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    This blog highlights effective ideas in the fight against poverty and exclusion, and analyzes the impact of development projects in Latin America and the Caribbean.
  • How (not) to lie with Cost Benefit Analysis

    5
    Dec
    2013

    By

    “Lies, damned lies, and statistics” is what Benjamin Disraeli reportedly once said, according to Mark Twain and if one is to believe Wikipedia.

    A few months ago I wrote on some of the dirty little secrets in Cost Benefit Analysis: mixing nominal and real flows, counting employment as a benefit, ignoring externalities etc.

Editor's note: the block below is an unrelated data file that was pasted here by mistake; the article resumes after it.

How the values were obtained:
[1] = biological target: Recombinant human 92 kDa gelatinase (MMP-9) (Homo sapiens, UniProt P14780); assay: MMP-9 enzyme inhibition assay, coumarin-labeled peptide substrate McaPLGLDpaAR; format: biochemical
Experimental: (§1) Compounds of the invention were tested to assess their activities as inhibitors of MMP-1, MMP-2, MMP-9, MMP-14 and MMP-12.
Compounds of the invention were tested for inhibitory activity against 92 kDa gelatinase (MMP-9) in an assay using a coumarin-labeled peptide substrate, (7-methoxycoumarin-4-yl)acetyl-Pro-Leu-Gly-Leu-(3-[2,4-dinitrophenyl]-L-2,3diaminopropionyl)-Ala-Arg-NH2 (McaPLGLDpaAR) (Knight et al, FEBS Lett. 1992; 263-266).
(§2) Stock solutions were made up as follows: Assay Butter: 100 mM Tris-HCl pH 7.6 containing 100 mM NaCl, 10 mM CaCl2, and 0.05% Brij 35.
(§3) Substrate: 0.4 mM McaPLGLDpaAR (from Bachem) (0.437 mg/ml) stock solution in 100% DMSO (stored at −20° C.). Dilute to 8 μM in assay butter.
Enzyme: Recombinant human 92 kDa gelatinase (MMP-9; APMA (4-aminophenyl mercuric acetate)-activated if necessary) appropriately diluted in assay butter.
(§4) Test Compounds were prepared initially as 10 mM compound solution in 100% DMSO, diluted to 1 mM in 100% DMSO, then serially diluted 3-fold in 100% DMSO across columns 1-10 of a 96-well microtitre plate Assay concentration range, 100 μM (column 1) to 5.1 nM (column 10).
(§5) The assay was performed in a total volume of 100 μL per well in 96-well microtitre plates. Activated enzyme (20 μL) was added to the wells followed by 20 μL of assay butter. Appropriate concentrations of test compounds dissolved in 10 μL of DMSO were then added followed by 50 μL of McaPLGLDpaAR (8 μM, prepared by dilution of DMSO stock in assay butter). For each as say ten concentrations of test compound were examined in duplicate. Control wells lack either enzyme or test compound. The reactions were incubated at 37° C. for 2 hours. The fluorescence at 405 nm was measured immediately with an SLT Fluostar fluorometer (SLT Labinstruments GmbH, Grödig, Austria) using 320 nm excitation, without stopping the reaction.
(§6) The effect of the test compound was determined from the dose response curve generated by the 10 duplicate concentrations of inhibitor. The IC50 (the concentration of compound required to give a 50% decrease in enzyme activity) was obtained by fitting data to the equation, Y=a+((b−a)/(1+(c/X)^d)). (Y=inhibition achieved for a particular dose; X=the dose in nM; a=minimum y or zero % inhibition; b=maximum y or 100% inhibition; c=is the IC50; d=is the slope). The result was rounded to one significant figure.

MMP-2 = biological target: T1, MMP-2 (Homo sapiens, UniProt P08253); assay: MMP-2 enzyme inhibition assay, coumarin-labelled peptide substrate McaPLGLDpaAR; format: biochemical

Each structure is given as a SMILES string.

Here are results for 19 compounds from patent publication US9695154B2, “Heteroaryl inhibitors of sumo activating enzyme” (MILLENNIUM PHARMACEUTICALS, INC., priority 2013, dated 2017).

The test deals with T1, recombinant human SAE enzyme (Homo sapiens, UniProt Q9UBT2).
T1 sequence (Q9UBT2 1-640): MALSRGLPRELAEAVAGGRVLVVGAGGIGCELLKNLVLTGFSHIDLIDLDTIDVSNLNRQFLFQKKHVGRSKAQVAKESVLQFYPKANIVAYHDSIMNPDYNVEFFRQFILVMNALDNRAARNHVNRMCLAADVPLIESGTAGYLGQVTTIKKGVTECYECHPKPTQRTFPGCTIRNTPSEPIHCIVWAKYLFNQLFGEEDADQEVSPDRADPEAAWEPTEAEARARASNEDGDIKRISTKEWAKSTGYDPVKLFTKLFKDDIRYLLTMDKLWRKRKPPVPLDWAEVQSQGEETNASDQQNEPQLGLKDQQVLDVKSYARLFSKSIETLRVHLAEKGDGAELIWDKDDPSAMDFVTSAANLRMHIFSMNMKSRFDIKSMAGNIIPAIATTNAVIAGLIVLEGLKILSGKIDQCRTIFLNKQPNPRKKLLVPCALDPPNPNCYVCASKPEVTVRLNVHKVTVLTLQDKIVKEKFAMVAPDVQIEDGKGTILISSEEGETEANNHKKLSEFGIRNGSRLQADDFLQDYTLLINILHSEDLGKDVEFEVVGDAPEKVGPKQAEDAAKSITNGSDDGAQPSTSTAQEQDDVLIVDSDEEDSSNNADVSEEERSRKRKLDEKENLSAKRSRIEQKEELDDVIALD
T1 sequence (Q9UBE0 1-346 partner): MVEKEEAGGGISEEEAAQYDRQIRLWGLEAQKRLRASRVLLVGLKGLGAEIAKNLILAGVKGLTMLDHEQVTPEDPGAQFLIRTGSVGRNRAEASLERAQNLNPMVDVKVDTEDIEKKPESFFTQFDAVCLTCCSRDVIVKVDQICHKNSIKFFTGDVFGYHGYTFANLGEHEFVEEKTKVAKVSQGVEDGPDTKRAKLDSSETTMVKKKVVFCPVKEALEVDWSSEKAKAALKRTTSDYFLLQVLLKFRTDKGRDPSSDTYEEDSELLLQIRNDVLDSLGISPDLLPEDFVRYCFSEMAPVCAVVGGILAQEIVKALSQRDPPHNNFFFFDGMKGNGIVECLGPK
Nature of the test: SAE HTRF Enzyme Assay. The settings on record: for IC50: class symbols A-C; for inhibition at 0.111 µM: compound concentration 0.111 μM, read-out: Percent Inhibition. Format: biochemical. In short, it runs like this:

CB Lies eng

     

    So it’s refreshing (or is it?) that a recent article provided some rules on how (not) to lie with Benefit-Cost Analysis (previous ungated version here)

    Benefit-cost analysis is the applied side of welfare economics. Its broad use in support of public decisions draws both detractors and defenders. This tongue-in-cheek piece demonstrates that knowing how to lie provides insights into how not to lie; we assume the former is always accidental among economists and we hope it is so for others.

    That’s kind of wishful thinking, but here is a sneak preview to these lies

    Lie #1: Be selective in your impacts and values

    Lie #2: Confuse the baseline

    Lie #3: Count jobs entirely as a benefit

    Lie #4: Act as if a number is certain (This one I love)

    If you lie about a lie, are you telling the truth?

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